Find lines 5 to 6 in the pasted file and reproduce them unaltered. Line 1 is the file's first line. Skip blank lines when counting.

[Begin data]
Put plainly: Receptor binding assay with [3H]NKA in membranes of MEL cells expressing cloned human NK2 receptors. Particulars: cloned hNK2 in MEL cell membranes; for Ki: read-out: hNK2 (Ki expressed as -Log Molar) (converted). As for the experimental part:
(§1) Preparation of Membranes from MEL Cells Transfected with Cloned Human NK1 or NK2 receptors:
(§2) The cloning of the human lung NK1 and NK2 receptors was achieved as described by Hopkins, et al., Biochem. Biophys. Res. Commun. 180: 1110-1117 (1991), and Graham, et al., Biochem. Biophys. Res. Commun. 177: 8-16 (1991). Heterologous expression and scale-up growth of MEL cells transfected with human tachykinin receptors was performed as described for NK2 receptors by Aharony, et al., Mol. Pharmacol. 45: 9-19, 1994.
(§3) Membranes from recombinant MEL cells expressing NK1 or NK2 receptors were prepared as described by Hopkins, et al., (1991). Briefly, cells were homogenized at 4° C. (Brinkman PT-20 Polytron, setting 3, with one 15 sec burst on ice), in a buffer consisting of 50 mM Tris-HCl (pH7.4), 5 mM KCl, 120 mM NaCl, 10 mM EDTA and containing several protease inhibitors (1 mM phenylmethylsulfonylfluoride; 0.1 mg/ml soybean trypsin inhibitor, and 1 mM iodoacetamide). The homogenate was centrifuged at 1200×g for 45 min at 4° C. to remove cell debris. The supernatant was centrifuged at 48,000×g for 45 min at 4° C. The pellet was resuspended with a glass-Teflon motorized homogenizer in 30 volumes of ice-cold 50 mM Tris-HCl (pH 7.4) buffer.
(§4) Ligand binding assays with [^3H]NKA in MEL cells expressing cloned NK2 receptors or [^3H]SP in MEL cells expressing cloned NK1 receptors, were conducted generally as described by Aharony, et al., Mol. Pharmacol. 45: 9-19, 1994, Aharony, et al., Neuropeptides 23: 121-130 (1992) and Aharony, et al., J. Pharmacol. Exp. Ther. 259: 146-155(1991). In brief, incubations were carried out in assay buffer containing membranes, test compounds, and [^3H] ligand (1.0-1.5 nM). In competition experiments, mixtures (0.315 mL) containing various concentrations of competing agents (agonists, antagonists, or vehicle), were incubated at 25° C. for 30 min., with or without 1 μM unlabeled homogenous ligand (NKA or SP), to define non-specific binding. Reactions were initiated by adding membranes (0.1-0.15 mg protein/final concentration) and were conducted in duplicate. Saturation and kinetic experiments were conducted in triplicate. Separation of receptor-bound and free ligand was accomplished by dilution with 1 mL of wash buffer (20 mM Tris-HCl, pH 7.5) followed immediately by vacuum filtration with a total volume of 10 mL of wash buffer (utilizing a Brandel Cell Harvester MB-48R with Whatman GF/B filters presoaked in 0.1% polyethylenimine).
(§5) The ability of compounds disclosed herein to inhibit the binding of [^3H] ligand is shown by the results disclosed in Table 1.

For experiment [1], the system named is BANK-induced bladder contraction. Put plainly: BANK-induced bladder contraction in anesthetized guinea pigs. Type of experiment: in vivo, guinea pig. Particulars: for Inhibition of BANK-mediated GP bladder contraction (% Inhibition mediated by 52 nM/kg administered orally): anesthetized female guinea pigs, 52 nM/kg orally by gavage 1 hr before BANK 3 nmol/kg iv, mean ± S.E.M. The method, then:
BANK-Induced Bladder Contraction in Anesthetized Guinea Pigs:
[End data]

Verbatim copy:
(§4) Ligand binding assays with [^3H]NKA in MEL cells expressing cloned NK2 receptors or [^3H]SP in MEL cells expressing cloned NK1 receptors, were conducted generally as described by Aharony, et al., Mol. Pharmacol. 45: 9-19, 1994, Aharony, et al., Neuropeptides 23: 121-130 (1992) and Aharony, et al., J. Pharmacol. Exp. Ther. 259: 146-155(1991). In brief, incubations were carried out in assay buffer containing membranes, test compounds, and [^3H] ligand (1.0-1.5 nM). In competition experiments, mixtures (0.315 mL) containing various concentrations of competing agents (agonists, antagonists, or vehicle), were incubated at 25° C. for 30 min., with or without 1 μM unlabeled homogenous ligand (NKA or SP), to define non-specific binding. Reactions were initiated by adding membranes (0.1-0.15 mg protein/final concentration) and were conducted in duplicate. Saturation and kinetic experiments were conducted in triplicate. Separation of receptor-bound and free ligand was accomplished by dilution with 1 mL of wash buffer (20 mM Tris-HCl, pH 7.5) followed immediately by vacuum filtration with a total volume of 10 mL of wash buffer (utilizing a Brandel Cell Harvester MB-48R with Whatman GF/B filters presoaked in 0.1% polyethylenimine).
(§5) The ability of compounds disclosed herein to inhibit the binding of [^3H] ligand is shown by the results disclosed in Table 1.